From time to time the question of the origins and meaning of “AK” or A.K. in English beer usage has arisen, for example by Boak and Bailey (@boakandbailey) in a chat with David Turner (@thebeerbiz) on Twitter today, see the exchange here.
A certain amount of ink has been spilled by writers on beer history trying to get to the bottom, with Martyn Cornell and Ron Pattinson weighing in, as I have. Some interesting thoughts are expressed in this article by Cornell from July, 2014, and in reader comments.
Some years ago, I located a reference from November 25, 1870 which stated AK means “keeping ale”, and I mentioned it in those comments. I mention it here now, as I haven’t before in these pages, and include an image from the article.
It was published in the “English Mechanic and World of Science”, a practical journal intended for various technical trades including brewing. The full page may be viewed here.
One may bear in mind that brewing had not yet entered its sophisticated science stage. It was a practical business and brewers sought help in journals such as this one for daily problems, often writing in for advice.
In this case, the anonymous “Aroma”, almost surely a brewer, stated that A.K. means “keeping ale”.
It is the only suggested definition in the heyday of AK, and is therefore important as period evidence especially given Aroma’s obvious detailed knowledge of beer and brewing.
Anyone is entitled of course not to treat it as definitive, but Aroma’s statement should be factored in any inquiry.
Personally, I believe AK did mean keeping ale, as even though storage times for pale ales were increasingly abbreviated in the 19th century, AK was clearly a form of bitter beer.
One of the originating characteristics of bitter beer was seasonal brewing and storage and later shipping for the India part or other export.
It’s true that for practical purposes AK was not a stock beer or stock ale for that matter. On the other hand, IPA and pale ale themselves altered to a point where storage was much abbreviated, or eliminated for all practical purposes as today.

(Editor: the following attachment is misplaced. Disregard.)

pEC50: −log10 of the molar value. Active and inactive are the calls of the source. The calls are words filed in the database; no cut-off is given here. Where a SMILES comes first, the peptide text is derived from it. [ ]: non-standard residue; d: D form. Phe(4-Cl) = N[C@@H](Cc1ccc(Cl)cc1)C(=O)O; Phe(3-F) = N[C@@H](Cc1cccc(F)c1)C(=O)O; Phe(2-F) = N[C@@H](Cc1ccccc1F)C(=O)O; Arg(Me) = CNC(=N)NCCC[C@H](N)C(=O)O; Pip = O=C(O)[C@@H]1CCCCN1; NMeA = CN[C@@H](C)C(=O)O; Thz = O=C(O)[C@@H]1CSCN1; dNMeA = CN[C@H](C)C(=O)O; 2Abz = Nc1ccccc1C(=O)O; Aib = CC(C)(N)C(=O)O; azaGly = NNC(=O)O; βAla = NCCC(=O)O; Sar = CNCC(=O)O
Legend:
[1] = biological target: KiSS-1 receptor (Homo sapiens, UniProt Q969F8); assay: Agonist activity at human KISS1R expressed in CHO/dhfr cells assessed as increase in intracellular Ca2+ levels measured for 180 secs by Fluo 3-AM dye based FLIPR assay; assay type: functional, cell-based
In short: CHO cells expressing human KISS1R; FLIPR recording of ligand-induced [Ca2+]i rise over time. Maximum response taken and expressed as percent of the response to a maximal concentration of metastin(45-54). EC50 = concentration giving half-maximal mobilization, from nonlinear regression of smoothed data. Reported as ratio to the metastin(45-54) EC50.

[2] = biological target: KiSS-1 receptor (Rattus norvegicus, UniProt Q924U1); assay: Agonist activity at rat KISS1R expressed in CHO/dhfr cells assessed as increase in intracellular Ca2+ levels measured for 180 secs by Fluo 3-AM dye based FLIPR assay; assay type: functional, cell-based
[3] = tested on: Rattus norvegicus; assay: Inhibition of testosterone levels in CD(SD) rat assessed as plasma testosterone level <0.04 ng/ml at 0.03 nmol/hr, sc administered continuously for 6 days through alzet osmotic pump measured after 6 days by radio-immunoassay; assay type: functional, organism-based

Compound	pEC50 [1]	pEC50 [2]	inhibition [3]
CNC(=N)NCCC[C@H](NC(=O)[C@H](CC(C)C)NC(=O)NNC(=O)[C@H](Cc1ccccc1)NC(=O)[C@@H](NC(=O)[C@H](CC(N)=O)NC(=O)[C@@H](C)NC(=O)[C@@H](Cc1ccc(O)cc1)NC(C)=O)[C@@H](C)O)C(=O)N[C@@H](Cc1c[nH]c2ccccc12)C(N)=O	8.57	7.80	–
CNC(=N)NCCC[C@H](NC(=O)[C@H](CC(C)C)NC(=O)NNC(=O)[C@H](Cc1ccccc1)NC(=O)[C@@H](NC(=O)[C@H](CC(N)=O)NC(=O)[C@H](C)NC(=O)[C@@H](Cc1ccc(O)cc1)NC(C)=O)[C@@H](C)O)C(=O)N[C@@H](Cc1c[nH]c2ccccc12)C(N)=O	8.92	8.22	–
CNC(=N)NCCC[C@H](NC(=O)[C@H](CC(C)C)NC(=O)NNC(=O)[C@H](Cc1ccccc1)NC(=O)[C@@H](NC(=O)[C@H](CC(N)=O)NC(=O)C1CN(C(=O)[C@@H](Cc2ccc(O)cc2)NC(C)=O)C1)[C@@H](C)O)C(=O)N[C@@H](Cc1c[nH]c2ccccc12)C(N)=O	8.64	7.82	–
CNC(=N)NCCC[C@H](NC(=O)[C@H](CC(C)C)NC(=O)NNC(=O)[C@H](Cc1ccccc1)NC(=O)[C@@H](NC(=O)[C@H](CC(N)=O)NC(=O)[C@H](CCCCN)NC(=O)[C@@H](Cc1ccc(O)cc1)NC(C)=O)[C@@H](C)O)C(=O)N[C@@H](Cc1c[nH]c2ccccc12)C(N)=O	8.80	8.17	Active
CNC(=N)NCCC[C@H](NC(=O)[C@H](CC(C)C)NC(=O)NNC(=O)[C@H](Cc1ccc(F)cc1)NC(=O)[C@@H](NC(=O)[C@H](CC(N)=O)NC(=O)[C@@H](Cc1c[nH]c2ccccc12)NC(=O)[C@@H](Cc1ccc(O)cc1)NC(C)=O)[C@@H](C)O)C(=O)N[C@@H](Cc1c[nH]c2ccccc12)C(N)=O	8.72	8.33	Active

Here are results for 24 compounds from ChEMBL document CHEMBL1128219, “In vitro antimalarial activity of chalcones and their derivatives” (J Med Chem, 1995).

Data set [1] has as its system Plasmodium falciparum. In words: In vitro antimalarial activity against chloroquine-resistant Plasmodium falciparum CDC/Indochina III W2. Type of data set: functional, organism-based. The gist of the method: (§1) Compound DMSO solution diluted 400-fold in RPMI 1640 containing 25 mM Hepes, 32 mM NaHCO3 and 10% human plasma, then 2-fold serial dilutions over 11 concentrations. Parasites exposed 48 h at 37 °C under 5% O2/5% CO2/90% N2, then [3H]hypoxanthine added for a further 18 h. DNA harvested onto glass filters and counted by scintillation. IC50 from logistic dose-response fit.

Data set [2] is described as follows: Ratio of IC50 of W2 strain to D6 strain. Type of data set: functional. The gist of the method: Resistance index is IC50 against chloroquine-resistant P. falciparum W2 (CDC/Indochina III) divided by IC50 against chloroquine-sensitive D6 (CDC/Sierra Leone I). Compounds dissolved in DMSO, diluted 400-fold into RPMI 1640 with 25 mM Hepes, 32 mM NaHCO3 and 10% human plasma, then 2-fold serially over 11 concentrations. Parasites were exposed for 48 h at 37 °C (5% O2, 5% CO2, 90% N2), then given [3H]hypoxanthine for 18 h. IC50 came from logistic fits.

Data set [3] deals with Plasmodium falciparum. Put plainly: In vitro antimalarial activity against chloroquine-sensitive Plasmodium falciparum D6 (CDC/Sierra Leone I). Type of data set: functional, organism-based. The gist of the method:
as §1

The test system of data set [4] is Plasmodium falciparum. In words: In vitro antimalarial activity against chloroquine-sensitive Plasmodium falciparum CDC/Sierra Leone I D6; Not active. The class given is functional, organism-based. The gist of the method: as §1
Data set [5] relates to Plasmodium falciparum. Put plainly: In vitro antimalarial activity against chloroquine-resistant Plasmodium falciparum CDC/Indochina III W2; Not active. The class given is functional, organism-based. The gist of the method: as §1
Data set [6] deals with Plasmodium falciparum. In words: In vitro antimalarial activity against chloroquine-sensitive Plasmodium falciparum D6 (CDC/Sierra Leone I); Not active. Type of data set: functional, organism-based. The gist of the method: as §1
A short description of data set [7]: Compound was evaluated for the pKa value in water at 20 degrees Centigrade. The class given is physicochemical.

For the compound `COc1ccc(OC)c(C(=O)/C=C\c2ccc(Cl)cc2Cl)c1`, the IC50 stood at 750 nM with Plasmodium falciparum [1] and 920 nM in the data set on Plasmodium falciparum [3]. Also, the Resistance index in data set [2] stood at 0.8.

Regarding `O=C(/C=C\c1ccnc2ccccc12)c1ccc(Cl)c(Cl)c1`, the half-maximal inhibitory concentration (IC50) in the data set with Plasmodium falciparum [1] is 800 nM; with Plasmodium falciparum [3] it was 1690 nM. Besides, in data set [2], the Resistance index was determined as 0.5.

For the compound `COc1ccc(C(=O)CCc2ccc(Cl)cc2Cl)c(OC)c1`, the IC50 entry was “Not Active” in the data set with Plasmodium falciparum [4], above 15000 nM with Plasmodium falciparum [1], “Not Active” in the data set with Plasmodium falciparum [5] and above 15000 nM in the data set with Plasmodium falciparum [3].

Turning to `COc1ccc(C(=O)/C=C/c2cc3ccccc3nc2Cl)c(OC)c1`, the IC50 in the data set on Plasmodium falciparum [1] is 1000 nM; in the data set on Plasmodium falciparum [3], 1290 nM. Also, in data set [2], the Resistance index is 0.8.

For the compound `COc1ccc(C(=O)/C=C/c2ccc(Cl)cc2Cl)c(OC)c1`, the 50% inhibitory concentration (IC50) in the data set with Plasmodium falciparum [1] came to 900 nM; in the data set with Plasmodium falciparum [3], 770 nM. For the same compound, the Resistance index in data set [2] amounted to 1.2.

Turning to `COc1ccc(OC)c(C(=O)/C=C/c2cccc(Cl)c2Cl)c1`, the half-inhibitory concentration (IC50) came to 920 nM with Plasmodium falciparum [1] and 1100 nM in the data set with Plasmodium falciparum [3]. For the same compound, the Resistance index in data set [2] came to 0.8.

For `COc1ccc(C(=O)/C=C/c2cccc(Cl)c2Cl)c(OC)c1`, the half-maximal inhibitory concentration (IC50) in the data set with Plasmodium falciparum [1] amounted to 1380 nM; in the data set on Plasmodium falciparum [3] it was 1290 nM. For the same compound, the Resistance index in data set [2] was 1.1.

What remained as leitmotifs were the heavy hopping, relatively pale colour, and relatively lower final gravity in relation to mild ales (drier).
IPA and pale ale were still bitter beer, as AK was. The stock or keeping quality was a characteristic of their ancestor which lingered in the name of one of the types.
Why it stayed in the name of the lower gravity version vs. the others (e.g. why wasn’t IPA called AK-IPA?) is a valid point to raise, however, IPA was a stored beer for much of its history and everyone connected with the beer business knew that.
Whereas, to describe a lower gravity beer but of similar type, what will you call it?
Today we say Session IPA. They said, I conclude, AK which reflected sufficiently the bitter beer idea to readers. Boak and Bailey stated in the Twitter discussion that the first reference to AK is 1846. This makes sense as beer gravities were getting lighter and storage times less and less for all beer types as the 19th century wore on.
Once a lighter pale ale became an item of commerce, a convenient term was needed, and AK makes sense as a convenient type-description.
N.B. See Part II of this post immediately following for a clear scan of the full page mentioned.